floral stylist - author
floral stylist - author
Willow Crossley has a background in design. After a degree in fashion journalism at the London University of the Arts, she worked on magazines before moving to the South of France. From here she began her online business Willow Rose Boutique, selling her word art designs, handmade fabric-covered books and antique, decorative treasures found on her travels. Following the success of her blog, she wrote her first book, The art of handmade living which was published in 2012. Her most recent book, Inspire, the art of living with nature, came out in March 2014.
Willow now lives in Oxfordshire with her husband, Chaz and their three small boys, Wolf, Rafferty and Kit.
I am completely mad about flowers; nothing makes me happier than creating ravishing floral bouquets and displays. I grew up in Wales surrounded by nature and wonderful gardens and inside we had flowers on every surface. It feels wrong to me now not to have some sort of floral decoration at home. If I cant get my hands on flowers, I'll compromise by using other natural treasures - shells, plants, branches, feathers.
I am a floral stylist based in West Oxfordshire and create floral arrangements for events and weddings, on any scale. I offer hand tied posies, bouquets, topiary flowers, wreaths, garlands - as one offs or on a more regular basis, for local homes and businesses.
I am also available to hire as a prop stylist - for photo shoots, window dressing, launches, press days... Or anything else you might dream up, I'd love to talk to you about it.
My style is very, very natural. Tight and compact is not really my thing - think more wild and wayward; Less dark red roses and orchids, more cabbage rose and cow parsley. As much as I can, I use seasonally appropriate, locally sourced flowers and materials. Much of the foliage I use comes from my own garden.
My skills have mostly been learnt over the years from my mother; a wonderful florist, gardener, painter and all round green-fingered-genius. The more technical side of my training came from the Covent Garden Academy of flowers.
Recently I have supplied flowers for Anthropologie, Jo Malone London and Mulberry.
Garden centres and flower shops are two of my favourite places in the world - I feel calm the moment I walk in. The scent of the flowers, the greenery, the wholesome wooden tools, the exotic orchids...Throw an antique shop into the mix and I'm in decorating heaven.' Willow Crossley. In Inspire: The Art of Living with Nature, Willow combines these passions and shows how to use both flower-shop purchases, beachcombing bounty, home-grown harvests and hedgerow finds foraged on countryside walks to decorate your home. Divided into five chapters on Woodland, Flora, Fauna, Edibles and Beach, here are more than 50 ideas ranging from hellebores displayed in test tubes to a wreath made from hydrangeas, spring narcissi planted in wooden wine boxes, a tabletop display incorporating apples and pears, displays of pebbles, coral and shells, sea urchins fashioned into napkin rings, hollowed-out red cabbages used as vases, a colourful posy of chillies and a stylish wall display of antlers and feathers.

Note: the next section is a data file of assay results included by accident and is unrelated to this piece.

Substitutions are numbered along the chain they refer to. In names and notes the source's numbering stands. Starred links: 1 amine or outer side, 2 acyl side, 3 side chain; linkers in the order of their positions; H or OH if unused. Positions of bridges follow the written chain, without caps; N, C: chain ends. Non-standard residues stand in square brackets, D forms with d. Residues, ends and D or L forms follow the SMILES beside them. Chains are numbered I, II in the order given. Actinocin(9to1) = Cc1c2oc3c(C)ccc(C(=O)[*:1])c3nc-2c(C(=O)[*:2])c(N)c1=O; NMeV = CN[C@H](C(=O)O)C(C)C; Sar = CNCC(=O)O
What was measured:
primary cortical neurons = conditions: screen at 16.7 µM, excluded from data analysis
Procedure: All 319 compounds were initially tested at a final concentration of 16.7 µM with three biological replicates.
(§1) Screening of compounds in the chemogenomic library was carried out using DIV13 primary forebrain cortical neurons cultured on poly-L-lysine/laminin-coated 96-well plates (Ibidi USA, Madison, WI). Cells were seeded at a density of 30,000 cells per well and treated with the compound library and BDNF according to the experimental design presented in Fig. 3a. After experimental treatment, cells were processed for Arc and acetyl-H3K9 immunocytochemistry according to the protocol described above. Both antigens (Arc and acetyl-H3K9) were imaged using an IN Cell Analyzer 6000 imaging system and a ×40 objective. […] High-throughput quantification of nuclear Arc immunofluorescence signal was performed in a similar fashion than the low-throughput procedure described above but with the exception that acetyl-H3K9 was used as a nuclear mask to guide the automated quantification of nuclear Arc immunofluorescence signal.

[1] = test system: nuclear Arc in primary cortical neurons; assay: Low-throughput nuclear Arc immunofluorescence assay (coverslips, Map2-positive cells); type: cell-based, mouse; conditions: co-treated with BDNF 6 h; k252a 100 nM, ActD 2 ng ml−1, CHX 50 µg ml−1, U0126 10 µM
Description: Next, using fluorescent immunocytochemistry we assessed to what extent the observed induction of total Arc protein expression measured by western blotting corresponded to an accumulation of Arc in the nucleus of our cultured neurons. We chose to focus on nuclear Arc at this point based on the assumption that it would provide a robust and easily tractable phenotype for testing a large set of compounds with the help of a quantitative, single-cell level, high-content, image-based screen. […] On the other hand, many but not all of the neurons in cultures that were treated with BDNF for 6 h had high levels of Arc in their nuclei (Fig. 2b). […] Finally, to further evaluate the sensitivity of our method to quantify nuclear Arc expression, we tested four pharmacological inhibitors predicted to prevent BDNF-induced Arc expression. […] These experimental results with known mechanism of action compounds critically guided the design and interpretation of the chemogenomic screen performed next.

Special stockists: Anthropologie and London Boutiques
Willow Crossley believes that everything in the home, however mundane, can be beautiful. This book shows her ideas for turning the most basic objects into original life enhancers. Willow casts her crafting style all around the house and beyond, making things you will want to keep for yourself or reluctantly give away as presents. The first chapter, 'To Decorate', includes floral napkin rings, seasonal wreaths, Christmas baubles and vintage fabric bunting. 'To Hang' shows how to fill printers' trays with your own treasures, make pictures from buttons and create your own pinboard with fabulous ribbons. 'To Nest' includes ideas for grainsack cushions and pillows, block print napkins and heart-shaped lavender bags. In 'To Wear', there are fabric-twisted bracelets, silk-trimmed straw hats and simple linen aprons. 'To Use' is a visual feast of candles made in vintage teacups, fabric-covered books, bath salts infused with lavender and coat hangers decoupaged with fabric scraps. Having lived in France, Willow is besotted by their vintage textiles as well as their knack of making life's necessities, such as a straw hat or bicycle basket, so effortlessly decorative. None of her ideas are difficult to make or demand serious sewing or crafting skills. The only requirements needed are patience and the desire to find those raw materials that work their magic.